President Barack Obama plans to nominate Stephen Preston, a partner at Wilmer Cutler Pickering Hale and Dorr, to be the Central Intelligence Agency’s next general counsel, the White House says.
As the CIA’s top legal officer, Preston would be responsible for helping to answer some of the most pressing questions in the country on national security. For example, the controversial Justice Department memos released today regarding interrogation methods were addressed to John Rizzo, a longtime top CIA lawyer who is acting general counsel of the agency.
The nomination requires Senate approval, and Preston is likely to face questions from the Senate Intelligence Committee about the legality of waterboarding and other techniques now considered by the Justice Department to be torture. The CIA has not had a permanent general counsel in several years, in part because some senators did not agree with Rizzo's answers about interrogation during his 2007 confirmation hearing.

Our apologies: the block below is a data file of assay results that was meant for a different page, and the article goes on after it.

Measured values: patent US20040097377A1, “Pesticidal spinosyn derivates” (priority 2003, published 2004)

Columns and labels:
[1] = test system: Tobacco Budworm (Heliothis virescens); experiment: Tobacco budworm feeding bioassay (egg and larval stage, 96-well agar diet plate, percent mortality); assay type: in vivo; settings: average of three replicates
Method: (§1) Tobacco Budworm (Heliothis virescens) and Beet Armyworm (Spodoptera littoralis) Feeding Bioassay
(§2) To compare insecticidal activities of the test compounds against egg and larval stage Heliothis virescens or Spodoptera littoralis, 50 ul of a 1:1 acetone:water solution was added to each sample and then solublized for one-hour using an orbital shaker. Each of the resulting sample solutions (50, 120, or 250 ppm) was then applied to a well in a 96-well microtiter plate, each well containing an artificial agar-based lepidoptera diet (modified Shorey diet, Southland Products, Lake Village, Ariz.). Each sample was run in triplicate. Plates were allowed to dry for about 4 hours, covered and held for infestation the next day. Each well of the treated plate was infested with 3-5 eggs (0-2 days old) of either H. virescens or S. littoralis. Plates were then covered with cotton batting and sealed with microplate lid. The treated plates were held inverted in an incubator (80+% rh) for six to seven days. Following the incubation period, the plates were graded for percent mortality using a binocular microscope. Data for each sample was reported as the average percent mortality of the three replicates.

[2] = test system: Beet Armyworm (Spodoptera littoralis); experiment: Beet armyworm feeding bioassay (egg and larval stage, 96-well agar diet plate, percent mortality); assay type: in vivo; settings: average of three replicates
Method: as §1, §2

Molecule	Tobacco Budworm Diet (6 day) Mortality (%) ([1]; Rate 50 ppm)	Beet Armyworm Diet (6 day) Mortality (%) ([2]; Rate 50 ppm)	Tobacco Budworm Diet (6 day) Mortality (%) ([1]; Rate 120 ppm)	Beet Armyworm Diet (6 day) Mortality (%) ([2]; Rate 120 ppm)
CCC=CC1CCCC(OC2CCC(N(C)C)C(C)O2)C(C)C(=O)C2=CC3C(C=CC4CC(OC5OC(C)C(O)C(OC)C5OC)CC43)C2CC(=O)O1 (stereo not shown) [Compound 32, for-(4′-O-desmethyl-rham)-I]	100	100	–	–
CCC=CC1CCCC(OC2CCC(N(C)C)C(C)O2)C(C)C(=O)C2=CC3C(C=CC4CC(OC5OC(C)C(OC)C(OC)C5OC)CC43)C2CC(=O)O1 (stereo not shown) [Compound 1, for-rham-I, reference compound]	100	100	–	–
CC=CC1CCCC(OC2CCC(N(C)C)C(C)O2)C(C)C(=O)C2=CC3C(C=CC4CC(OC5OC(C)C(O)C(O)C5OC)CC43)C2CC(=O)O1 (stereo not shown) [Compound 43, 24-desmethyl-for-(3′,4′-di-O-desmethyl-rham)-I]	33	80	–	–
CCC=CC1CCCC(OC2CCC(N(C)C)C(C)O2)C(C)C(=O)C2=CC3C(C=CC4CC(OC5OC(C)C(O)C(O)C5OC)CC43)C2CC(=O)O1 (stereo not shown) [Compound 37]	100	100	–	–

Preston (Yale, Harvard Law) served in several national security positions during the Clinton administration, including general counsel of the Navy and principal deputy general counsel and acting general counsel of the Defense Department. He also worked in appellate litigation in the Justice Department.
Other than the seven years he spent in the Defense and Justice departments, Preston has been at Wilmer since 1986, according to the firm. He is co-chair, with Wilmer partner Jamie Gorelick, of the Defense, National Security, and Government Contracts Practice Group.